My husband and I both watched the movie, The Passion of the Christ. I spent a few days in prayer and study in order to prepare for the movie. I’m glad I did. During the week after the movie, God revealed something to me during that time that has convicted me so deeply… affected my life in a way that I have only shared with 2 other people (my husband a friend). It wasn’t something that I feel the need to share with everyone, and I know not everyone would understand it, as it quite contrary to popular mainstream Christianity but it is too special, too personal to share lightly. Of course I would share in the right situation but flippancy is one downfall that I have seen as a direct result of this movie. I think that’s a shame.
We also prepared 16yo ‘Miss A’ to view the movie. Only she has seen it, out of our four children here. (Damian is 23 and the eldest but is not living in QLD with us) She is a Christian of her own volition, by fact that she has repented and taken responsibility or ownership of her faith as she matured which is different to my other children who still believe because mum and dad believe. Do you know what I mean? There’s nothing wrong with this… it’s as it should be. But there comes a time in everyone?s life where they need to know what they believe and why… that it isn’t just because it is tradition to do so.
I started preparing my daughter for this a few years ago. We read books, she did the Messiah unit through Heart of Wisdom, etc. We taught her (as we also continue to learn) about the wonderful, liberating, profound, sacrifice that happened on that cross. This movie, as with any movie, focuses upon the physical death of Jesus the Christ. History shows us that many other people since that time have suffered horrendous torture.
We have taught our daughter in depth about the cross…it is so much more than physical punishment…so much more than the flippancy than it is often preached. With every fibre of His being, Jesus suffered more than any other, not physically but in that “he bore our sins in his own body on the tree“, and “he who knew no sin was made sin for us,” as “he suffered the just for the unjust” when God “laid upon him the iniquity of us all“. In being ‘the propitiation for our sins’ he bore the wrath of God upon all evil. The physical side of his crucifixion, painful as it was, was very minor in comparison with his sin-bearing…his separation from The Father.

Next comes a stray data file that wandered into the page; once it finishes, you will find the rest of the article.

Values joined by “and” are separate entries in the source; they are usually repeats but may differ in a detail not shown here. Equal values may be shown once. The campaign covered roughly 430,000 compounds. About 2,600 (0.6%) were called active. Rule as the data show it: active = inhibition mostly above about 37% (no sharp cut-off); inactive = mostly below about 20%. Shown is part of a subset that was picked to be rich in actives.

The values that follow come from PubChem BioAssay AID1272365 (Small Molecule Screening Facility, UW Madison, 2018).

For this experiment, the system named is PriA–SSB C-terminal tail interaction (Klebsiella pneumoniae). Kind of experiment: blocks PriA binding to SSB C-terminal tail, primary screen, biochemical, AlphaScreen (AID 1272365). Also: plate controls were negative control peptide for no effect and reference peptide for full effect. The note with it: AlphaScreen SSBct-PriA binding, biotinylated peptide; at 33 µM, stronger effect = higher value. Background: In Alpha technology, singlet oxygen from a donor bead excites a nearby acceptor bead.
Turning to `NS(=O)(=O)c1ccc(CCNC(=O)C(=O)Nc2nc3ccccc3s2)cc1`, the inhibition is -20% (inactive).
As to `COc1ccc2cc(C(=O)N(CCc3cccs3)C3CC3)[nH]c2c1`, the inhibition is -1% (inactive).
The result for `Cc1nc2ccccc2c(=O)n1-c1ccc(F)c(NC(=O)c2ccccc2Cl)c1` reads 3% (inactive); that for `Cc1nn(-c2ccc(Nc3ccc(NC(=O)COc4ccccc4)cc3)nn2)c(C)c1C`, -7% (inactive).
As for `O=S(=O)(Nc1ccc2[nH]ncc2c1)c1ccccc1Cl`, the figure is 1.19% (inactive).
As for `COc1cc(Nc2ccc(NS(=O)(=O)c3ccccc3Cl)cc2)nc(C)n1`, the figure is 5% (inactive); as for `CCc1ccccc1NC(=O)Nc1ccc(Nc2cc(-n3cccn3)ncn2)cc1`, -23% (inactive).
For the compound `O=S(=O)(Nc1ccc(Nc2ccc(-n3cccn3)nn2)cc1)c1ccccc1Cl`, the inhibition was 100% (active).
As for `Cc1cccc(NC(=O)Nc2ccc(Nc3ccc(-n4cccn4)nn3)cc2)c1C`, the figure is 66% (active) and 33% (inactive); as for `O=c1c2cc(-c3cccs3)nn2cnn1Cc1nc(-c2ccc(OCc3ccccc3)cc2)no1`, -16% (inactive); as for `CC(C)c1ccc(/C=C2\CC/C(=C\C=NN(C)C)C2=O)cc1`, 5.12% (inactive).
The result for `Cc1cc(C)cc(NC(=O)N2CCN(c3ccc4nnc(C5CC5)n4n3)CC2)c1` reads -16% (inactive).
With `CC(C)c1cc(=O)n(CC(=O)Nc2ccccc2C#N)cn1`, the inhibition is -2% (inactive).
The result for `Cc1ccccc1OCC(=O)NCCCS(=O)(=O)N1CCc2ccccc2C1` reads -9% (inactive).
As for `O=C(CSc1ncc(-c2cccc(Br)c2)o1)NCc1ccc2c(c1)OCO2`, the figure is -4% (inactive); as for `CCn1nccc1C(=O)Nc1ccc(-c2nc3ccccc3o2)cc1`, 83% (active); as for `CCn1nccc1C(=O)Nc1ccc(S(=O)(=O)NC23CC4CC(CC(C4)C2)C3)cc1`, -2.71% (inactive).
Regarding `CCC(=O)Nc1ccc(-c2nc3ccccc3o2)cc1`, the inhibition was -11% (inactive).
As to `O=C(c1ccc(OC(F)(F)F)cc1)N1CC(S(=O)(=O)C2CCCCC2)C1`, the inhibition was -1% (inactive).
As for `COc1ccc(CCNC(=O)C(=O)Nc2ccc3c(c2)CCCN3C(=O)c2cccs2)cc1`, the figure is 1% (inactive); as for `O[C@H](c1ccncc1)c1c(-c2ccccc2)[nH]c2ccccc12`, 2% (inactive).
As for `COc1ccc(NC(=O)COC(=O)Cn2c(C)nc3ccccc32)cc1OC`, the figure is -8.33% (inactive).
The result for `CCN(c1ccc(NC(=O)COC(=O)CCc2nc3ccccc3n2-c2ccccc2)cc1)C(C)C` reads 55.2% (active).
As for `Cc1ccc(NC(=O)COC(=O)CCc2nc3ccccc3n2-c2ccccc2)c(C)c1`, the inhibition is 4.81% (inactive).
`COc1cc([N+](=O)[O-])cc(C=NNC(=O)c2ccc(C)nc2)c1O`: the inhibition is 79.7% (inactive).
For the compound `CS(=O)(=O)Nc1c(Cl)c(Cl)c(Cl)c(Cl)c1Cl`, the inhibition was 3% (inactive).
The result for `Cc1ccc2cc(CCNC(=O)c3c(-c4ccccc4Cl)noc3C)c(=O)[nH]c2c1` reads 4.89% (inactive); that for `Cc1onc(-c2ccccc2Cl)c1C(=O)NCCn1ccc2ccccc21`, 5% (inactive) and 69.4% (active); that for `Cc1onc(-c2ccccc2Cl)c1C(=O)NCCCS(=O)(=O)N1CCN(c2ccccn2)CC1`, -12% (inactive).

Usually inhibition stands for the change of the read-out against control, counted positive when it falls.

No amount of emotion or painful sight can pierce the heart in such a way that a viewer can truly comprehend the real meaning of the death on a cross. This death was not just this way as to move us to feel sad, or feel emotion. Jesus told his disciples, “. . . this is my blood of the covenant, which is poured out for many for the forgiveness of sins.”
I have seen many people who watched the movie, were touched at the time but have continued on with their lives as though they had just watched a horror flick! Aacckkkkk! I have discussed with others how they didn’t think much of this whole ‘Jesus thing‘ because others have gone through more pain – therefore they missed the message of the cross. God is the one who will draw people…He will reveal Himself to people in His time. He doesn’t need a movie to do so, although He can use it if He so desires. He chose instead, to use words, language, vocabulary, the tradition of oral story telling in which to let us know of His message. So, we are preparing our children in the Word of God first so that they will be grounded in His teachings before being exposed to the visual and emotional pull of such a movie. We need a solid grasp of what happened on the cross before we see it *performed*. After all, no matter how good, it is still a performance – acting. No actor can thoroughly communicate the victory of His cry, ‘It is finished!‘ nor truly portray the utter trust of Jesus when he said, ‘Father! Into thy hands I commit my spirit‘. What did these words mean? I’ve been studying them for over a year and a half and I’m nowhere near finished yet!
Those who read this blog or know me in real life will also know that we aren’t overly cautious or protectionistic (it’s my word) with the television. We like Sci-Fi and LOTR (Oh boy, I’ve lost some people now eh?) but there are some things that are simply too precious, too meaningful to throw before our children in an attempt to impact a generation or teach them understanding.